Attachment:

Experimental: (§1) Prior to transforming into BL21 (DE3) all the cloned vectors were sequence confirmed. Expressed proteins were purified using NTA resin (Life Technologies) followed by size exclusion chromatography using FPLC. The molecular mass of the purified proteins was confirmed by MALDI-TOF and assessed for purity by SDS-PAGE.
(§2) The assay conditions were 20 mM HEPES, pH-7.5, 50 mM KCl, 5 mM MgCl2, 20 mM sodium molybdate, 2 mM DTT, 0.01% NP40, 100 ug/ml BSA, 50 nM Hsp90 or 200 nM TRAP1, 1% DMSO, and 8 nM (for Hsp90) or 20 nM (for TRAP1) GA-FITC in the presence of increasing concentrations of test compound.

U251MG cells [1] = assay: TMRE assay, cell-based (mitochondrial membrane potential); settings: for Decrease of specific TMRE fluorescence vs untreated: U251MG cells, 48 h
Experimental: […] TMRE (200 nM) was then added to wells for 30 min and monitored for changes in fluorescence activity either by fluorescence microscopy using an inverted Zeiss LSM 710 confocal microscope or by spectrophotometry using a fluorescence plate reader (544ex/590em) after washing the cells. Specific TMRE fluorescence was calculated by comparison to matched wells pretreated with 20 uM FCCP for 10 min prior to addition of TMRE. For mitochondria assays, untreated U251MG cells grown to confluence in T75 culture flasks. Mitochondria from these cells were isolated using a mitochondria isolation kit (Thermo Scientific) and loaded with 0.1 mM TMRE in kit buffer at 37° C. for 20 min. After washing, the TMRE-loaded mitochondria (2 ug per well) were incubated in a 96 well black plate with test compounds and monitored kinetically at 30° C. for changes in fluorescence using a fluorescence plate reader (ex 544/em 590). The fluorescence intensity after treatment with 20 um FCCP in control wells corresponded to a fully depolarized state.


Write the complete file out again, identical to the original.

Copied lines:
Experimental: (§1) Prior to transforming into BL21 (DE3) all the cloned vectors were sequence confirmed. Expressed proteins were purified using NTA resin (Life Technologies) followed by size exclusion chromatography using FPLC. The molecular mass of the purified proteins was confirmed by MALDI-TOF and assessed for purity by SDS-PAGE.
(§2) The assay conditions were 20 mM HEPES, pH-7.5, 50 mM KCl, 5 mM MgCl2, 20 mM sodium molybdate, 2 mM DTT, 0.01% NP40, 100 ug/ml BSA, 50 nM Hsp90 or 200 nM TRAP1, 1% DMSO, and 8 nM (for Hsp90) or 20 nM (for TRAP1) GA-FITC in the presence of increasing concentrations of test compound.

U251MG cells [1] = assay: TMRE assay, cell-based (mitochondrial membrane potential); settings: for Decrease of specific TMRE fluorescence vs untreated: U251MG cells, 48 h
Experimental: […] TMRE (200 nM) was then added to wells for 30 min and monitored for changes in fluorescence activity either by fluorescence microscopy using an inverted Zeiss LSM 710 confocal microscope or by spectrophotometry using a fluorescence plate reader (544ex/590em) after washing the cells. Specific TMRE fluorescence was calculated by comparison to matched wells pretreated with 20 uM FCCP for 10 min prior to addition of TMRE. For mitochondria assays, untreated U251MG cells grown to confluence in T75 culture flasks. Mitochondria from these cells were isolated using a mitochondria isolation kit (Thermo Scientific) and loaded with 0.1 mM TMRE in kit buffer at 37° C. for 20 min. After washing, the TMRE-loaded mitochondria (2 ug per well) were incubated in a 96 well black plate with test compounds and monitored kinetically at 30° C. for changes in fluorescence using a fluorescence plate reader (ex 544/em 590). The fluorescence intensity after treatment with 20 um FCCP in control wells corresponded to a fully depolarized state.